Drones for Humanitarian and Environmental Applications

 

Drones in Humanitarian Action

“Drones in Humanitarian Action” is an in-depth analysis of the role that drones (also known as UAVs or RPASs) can play in humanitarian crises. It is based on two years of research as well as multiple stakeholder consultations.

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News

Independent Report: Drones are Ready for Disasters

Geneva/Brussels, 2 December 2016 – Drones have become functional, user-friendly and cheap enough, to significantly help in humanitarian crises. That is one of the key findings of the research initiative “Drones in Humanitarian Action”, which was presented by the Swiss Foundation for Mine Action (FSD), in partnership with CartONG, UAViators and Zoi Environment Network during the EU Humanitarian Aid Annual Partners’ Conference in Brussels today. (more…)

How Drones Can Help in Humanitarian Emergencies

Drones in Humanitarian Action

Click image to download the report

Few technologies have undergone as radical a change as drones. Where five years ago, drones were mainly seen as an instrument of war, today they are far more likely to be flown by a wedding photographer than an airman. Earlier this year, the Consumer Technology Association estimated that globally 9.4 million civilian drones will be sold in 2016.

Increased reliability, ease of use and much lower prices have also made drones a viable technology for humanitarian responders. Rarely a week goes by without a new idea for how drones can revolutionize humanitarian aid: from drones that promise to detonate landmines to edible drones.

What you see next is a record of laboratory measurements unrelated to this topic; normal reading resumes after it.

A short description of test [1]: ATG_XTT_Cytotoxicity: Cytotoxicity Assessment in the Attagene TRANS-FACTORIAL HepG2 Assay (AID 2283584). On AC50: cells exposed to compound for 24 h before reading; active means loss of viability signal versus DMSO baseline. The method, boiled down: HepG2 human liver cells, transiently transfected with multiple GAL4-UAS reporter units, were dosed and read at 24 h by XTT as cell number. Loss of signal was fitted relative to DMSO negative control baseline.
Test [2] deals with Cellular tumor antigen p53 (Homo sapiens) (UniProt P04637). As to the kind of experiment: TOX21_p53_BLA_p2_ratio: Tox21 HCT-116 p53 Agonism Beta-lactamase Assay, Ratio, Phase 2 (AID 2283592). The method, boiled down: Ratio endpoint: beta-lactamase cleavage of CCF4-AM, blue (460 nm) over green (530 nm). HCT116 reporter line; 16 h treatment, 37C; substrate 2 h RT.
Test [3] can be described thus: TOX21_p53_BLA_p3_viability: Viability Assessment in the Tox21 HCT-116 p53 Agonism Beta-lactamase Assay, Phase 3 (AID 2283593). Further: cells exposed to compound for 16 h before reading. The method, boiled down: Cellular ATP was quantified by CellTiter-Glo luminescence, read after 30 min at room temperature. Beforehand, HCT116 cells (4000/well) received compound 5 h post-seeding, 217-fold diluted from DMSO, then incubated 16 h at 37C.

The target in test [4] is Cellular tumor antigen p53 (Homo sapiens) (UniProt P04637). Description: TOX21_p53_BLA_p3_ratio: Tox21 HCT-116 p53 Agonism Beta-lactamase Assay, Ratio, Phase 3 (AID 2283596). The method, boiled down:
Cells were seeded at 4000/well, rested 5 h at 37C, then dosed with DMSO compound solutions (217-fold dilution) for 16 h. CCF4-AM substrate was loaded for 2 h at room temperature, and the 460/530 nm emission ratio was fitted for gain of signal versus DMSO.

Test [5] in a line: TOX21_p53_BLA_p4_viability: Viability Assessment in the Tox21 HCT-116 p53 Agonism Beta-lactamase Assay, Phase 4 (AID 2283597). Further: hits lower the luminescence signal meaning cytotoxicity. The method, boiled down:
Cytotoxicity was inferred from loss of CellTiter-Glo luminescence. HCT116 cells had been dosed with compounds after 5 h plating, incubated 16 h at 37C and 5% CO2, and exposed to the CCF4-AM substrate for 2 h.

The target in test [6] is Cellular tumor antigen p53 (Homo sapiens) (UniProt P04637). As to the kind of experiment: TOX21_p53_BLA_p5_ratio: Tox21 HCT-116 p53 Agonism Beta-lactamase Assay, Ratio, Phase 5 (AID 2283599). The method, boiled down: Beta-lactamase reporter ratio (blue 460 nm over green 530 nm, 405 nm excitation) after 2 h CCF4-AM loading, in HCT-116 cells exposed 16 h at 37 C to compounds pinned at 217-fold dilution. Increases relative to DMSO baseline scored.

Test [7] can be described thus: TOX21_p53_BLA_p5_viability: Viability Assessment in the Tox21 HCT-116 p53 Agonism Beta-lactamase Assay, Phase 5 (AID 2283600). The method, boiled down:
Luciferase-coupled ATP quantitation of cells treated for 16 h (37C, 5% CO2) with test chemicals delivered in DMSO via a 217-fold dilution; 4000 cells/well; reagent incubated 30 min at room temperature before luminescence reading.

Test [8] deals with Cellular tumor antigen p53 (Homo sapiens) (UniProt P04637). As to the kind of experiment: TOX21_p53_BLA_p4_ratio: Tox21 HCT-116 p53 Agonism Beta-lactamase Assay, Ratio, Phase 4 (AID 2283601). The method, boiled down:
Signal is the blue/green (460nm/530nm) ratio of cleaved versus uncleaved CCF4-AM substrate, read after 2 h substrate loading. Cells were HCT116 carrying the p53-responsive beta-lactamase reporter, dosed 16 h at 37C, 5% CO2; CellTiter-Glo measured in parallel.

However, this hardware centric view often neglects drawing on humanitarian best practice, respecting legal frameworks, or considering ethical aspects of humanitarian innovation.

As part of the EU-ECHO funded research initiative “Drones in Humanitarian Action”, the Swiss Foundation for Mine Action (FSD), CartONG, UAViators and the Zoi Environment Network have spent the last two years looking into how drones can have a real impact in humanitarian crises and what humanitarian organizations should consider before using them. (more…)

Event: Drones in Humanitarian Action, Lessons Learned and the Way Forward – Brussels

On 2 December 2016, the report on Drones in Humanitarian Action – A guide to airborne systems in humanitarian crises was launched at the Brussels headquarters of the European Commission’s Humanitarian Aid and Civil Protection department (ECHO).

Following a brief introduction by Daniel Clauss (DG ECHO), presentations followed by Valeria Fabbroni, Denise Soesilo, and Bert Rijk who shared project findings and experiences from the field.

Presentations:
Drones in Humanitarian Action – an Overview by Denise Soesilo, RPAS Project Manager, FSD

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RPAS Mapping for Humanitarian Purposes by Bert Rijk, RPAS Pilot, FSD/Aurea Imaging

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Case Study No. 14: Using drones to create maps and assess building damage in Ecuador

NATURAL DISASTER | MONITORING AND REAL TIME INFORMATION | ASSESSMENT

Type of system: Inspire 1 Pro; SkyRanger
Deploying Agency: GlobalMedic
Piloting Agency: AeroVision Canada, GlobalMedic
Dates of Deployment: April-May 2016
File: Download

A magnitude-7.8 earthquake struck Ecuador on 16 April 2016, causing over 660 deaths, thousands of injuries and widespread destruction across the north-west part of the country. The most severe damage was concentrated in the provinces of Manabí and Esmeraldas along the northern coastline. In response, the Ecuadorian Army and AeroVison carried out missions every day, using drones to assess the level of damage in cities and towns and producing maps to determine priority areas of intervention to support shelter reconstruction.